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Whose Baby (1986)
Before DNA, there was "Whose Baby?"
This mini-series looks at an unfortunate case involving two mothers who gave birth within minutes of each other in a small Aussie hospital in the 1940s. Fearing an accidental baby switch, one family fights all the way to the highest court in the land to prove who the parents actually are.
What strikes me the most, is that today this would all be resolved so quickly & accurately with a simple cheek swab. It is a heart-wrenching movie and anyone who has ever given birth will understand the emotions of the two mothers, fighting for the same child. While not readily available on DVD, or shown on TV, it is the kind of movie one remembers long after the credits roll at the end.
What could possibly be worse than being 15 years old, coming home from school and finding your parents and two younger siblings brutally murdered? That's what happened to Charlie Otero, his brother Danny and sister Carmen in January of 1974. How would you ever be able to resume your life? This film is a look at the life journey of Charlie Otero since the murders, which were committed by serial killer Dennis Rader (aka BTK). BTK terrorized Wichita, Kansas in the 70's and 80's, killing mostly women and taunting the police through the media. It took over thirty years for the police department to catch him and put an end to 10 unsolved murders. As you watch, you can feel Charlie's anger, and by the end of the film, you realize he's made remarkable progress trying to rebuild his his life, and regain his shattered faith in God.
Be forewarned--there are 4-6 absolutely gruesome crime scene photographs shown of each murdered family member--including photos of the two children (both under 10 years of age). At the premiere, which I attended, no children under fourteen years of age were admitted to the theater! These photos are not for the squeamish or faint of heart, however, they do serve their purpose because the viewer cannot help but be outraged at the murder of four innocent people! According to the director, this film is scheduled to be viewed at several upcoming film festivals, so watch for it. Worth the time it takes to see it, in my opinion. Charlie is a likable guy, and by the end of the film, the viewer almost feels close to him. Thank you Charlie, for sharing your story with us, in such an honest way.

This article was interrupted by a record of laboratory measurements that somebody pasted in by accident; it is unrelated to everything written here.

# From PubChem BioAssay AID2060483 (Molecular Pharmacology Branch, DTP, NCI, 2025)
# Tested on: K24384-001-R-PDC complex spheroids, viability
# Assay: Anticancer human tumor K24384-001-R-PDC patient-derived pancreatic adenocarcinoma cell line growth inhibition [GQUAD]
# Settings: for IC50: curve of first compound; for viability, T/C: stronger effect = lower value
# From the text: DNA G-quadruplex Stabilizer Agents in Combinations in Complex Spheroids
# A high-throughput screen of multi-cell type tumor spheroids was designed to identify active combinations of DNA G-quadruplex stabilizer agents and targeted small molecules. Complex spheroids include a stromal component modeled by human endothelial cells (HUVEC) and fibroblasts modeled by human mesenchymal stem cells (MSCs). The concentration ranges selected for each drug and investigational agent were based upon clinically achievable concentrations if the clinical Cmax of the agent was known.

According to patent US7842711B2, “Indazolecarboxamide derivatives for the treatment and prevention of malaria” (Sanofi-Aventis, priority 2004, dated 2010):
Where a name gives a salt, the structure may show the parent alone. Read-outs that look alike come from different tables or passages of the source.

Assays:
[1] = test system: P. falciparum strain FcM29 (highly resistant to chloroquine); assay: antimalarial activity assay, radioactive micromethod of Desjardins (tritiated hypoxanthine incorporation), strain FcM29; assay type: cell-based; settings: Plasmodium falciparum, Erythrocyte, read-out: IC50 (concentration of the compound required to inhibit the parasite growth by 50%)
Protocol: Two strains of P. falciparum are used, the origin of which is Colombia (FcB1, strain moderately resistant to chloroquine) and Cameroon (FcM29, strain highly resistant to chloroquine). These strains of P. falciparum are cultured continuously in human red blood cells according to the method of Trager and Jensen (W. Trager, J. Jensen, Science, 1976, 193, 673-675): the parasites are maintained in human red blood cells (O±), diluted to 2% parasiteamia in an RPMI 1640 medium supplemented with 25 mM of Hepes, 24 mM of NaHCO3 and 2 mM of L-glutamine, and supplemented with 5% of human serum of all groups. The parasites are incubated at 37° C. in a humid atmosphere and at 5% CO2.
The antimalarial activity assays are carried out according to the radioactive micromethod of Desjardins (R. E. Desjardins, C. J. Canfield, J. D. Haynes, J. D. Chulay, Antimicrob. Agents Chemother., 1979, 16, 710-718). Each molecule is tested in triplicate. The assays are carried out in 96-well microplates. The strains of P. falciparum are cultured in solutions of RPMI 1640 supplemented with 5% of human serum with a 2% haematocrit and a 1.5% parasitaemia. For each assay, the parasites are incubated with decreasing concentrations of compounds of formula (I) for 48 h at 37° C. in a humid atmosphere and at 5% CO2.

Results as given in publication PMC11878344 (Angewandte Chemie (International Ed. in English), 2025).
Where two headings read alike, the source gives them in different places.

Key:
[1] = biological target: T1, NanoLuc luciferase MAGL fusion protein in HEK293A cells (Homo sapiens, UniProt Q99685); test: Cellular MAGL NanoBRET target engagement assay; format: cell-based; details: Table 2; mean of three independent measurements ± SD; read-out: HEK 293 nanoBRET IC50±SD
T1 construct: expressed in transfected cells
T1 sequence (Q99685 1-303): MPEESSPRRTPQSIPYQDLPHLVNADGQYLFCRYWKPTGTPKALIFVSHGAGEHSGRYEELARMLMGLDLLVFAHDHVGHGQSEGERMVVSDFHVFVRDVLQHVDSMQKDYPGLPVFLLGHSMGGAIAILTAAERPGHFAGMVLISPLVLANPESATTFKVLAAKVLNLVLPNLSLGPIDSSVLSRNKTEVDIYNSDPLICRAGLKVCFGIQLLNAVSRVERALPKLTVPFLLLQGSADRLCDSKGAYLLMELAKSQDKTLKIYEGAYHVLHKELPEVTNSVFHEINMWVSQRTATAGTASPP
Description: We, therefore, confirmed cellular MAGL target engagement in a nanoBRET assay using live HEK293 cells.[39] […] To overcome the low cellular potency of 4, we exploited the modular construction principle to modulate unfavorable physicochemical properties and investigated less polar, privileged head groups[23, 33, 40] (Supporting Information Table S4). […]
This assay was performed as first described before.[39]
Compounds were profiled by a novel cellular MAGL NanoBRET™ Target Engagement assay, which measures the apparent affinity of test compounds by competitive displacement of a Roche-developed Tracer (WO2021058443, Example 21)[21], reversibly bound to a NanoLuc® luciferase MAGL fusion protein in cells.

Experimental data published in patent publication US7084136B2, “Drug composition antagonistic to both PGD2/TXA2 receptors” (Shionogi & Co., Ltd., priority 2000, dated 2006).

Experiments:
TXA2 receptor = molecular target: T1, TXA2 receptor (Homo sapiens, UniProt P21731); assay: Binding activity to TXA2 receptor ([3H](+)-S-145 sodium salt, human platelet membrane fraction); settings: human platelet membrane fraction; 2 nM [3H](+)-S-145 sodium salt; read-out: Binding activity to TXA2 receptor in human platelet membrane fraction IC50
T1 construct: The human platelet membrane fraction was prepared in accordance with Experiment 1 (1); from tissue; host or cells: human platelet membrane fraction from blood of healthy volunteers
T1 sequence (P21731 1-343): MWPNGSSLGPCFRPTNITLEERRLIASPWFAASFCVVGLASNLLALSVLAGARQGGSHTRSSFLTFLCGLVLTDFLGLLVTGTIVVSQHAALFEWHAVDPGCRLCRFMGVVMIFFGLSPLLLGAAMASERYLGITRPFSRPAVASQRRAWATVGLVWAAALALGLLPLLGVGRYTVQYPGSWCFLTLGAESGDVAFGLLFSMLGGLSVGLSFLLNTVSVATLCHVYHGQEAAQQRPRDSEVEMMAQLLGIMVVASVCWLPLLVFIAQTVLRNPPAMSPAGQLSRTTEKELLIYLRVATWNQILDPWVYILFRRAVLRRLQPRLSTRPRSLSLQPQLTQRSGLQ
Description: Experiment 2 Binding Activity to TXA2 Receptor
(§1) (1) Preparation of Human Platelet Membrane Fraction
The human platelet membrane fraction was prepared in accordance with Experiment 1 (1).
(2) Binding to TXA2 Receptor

War Nurse (1930)
Anita Page Shines in Gritty WWI Drama
Anita Page gets the chance to be someone other than the rich socialite or the poor girl from the lower east side. In WAR NURSE, she shines as the teenage social butterfly who signs on, one imagines on a whim, to be a nurse in WWI. She is shipped overseas with a group of other girls who are all anxious to be nurses. At first she is afraid and cries for the easy life she used to have, but quickly becomes a competent nurse. Hedda Hopper, in a role before she became a gossip queen, plays the matron of the nurses. Look for the marvelous wisecracking Marie Prevost, one of the 1920's favorite flappers, and Helen Jerome Eddy as two of the other nurses.
In this film, Anita loses her heart to an American soldier she meets, only to find herself bitterly disappointed later. Suave, sexy Robert Montgomery provides the love interest for a nurse named Babs. Look also for Edward Neugent, playing another of his many "best buddy" roles, as a friend of Montgomery. This movie looks like it's used stock WWI war footage to document the war, but that only adds to the realism. Things look dark, dirty and, well, like a war is going on! Contrast these scenes with one later in the picture of the wild party at the nightclub, and I imagine you have some idea of what things were like at some point during WWI.